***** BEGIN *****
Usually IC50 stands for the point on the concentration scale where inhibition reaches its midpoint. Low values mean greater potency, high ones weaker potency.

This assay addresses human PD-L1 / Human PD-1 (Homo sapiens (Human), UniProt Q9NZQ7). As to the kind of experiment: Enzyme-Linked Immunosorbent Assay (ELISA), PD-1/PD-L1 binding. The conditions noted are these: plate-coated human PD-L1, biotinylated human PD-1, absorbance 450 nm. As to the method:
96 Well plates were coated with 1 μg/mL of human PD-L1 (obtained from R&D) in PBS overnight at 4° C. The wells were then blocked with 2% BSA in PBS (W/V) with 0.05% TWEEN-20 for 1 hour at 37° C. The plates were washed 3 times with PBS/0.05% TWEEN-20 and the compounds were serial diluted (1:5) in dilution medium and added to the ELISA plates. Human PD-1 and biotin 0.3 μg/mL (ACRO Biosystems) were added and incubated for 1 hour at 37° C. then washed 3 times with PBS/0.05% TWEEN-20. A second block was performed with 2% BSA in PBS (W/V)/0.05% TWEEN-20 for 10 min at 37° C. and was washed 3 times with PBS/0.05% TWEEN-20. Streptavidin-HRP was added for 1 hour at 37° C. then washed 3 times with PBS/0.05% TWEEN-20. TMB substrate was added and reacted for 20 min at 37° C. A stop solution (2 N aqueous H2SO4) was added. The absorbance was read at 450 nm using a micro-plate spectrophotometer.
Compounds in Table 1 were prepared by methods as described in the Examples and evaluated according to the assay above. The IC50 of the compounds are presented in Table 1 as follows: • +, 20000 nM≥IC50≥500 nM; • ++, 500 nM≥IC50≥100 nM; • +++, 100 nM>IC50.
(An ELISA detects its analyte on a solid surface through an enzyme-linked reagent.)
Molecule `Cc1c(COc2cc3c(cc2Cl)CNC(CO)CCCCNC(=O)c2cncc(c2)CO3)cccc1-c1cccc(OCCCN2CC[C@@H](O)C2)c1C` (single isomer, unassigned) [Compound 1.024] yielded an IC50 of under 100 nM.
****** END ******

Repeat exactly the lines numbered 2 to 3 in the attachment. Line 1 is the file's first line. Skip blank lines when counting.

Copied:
This assay addresses human PD-L1 / Human PD-1 (Homo sapiens (Human), UniProt Q9NZQ7). As to the kind of experiment: Enzyme-Linked Immunosorbent Assay (ELISA), PD-1/PD-L1 binding. The conditions noted are these: plate-coated human PD-L1, biotinylated human PD-1, absorbance 450 nm. As to the method:
96 Well plates were coated with 1 μg/mL of human PD-L1 (obtained from R&D) in PBS overnight at 4° C. The wells were then blocked with 2% BSA in PBS (W/V) with 0.05% TWEEN-20 for 1 hour at 37° C. The plates were washed 3 times with PBS/0.05% TWEEN-20 and the compounds were serial diluted (1:5) in dilution medium and added to the ELISA plates. Human PD-1 and biotin 0.3 μg/mL (ACRO Biosystems) were added and incubated for 1 hour at 37° C. then washed 3 times with PBS/0.05% TWEEN-20. A second block was performed with 2% BSA in PBS (W/V)/0.05% TWEEN-20 for 10 min at 37° C. and was washed 3 times with PBS/0.05% TWEEN-20. Streptavidin-HRP was added for 1 hour at 37° C. then washed 3 times with PBS/0.05% TWEEN-20. TMB substrate was added and reacted for 20 min at 37° C. A stop solution (2 N aqueous H2SO4) was added. The absorbance was read at 450 nm using a micro-plate spectrophotometer.